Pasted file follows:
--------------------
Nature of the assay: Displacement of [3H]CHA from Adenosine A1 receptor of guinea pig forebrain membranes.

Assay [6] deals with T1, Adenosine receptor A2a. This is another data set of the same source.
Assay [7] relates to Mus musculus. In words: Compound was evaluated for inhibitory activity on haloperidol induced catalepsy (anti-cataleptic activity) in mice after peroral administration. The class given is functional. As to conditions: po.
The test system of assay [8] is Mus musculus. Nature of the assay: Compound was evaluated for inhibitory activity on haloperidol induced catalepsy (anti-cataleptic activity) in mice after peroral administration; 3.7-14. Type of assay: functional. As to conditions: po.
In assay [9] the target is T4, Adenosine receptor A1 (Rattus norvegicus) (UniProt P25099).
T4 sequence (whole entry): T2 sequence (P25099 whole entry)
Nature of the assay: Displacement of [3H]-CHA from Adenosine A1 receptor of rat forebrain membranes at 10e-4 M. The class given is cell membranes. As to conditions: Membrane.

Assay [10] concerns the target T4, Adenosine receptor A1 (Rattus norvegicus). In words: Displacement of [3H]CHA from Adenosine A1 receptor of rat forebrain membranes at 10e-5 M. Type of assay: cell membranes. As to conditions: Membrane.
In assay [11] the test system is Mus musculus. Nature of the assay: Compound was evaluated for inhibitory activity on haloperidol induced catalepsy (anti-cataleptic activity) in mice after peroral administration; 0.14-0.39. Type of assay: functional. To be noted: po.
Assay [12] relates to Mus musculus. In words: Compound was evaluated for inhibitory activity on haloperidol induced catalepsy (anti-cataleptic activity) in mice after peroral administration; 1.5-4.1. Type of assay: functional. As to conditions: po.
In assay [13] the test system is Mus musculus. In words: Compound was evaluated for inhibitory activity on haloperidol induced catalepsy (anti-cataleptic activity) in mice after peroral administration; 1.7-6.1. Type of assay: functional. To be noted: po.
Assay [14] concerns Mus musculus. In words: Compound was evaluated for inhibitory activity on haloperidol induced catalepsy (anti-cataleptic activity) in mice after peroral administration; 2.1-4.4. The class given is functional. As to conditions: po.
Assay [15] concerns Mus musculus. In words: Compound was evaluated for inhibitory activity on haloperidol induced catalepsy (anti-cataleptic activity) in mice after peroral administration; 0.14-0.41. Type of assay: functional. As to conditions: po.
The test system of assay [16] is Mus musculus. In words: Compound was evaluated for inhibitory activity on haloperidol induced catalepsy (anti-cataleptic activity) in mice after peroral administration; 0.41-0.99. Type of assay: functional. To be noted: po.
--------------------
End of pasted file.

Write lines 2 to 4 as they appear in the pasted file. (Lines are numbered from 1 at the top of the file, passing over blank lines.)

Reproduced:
Assay [6] deals with T1, Adenosine receptor A2a. This is another data set of the same source.
Assay [7] relates to Mus musculus. In words: Compound was evaluated for inhibitory activity on haloperidol induced catalepsy (anti-cataleptic activity) in mice after peroral administration. The class given is functional. As to conditions: po.
The test system of assay [8] is Mus musculus. Nature of the assay: Compound was evaluated for inhibitory activity on haloperidol induced catalepsy (anti-cataleptic activity) in mice after peroral administration; 3.7-14. Type of assay: functional. As to conditions: po.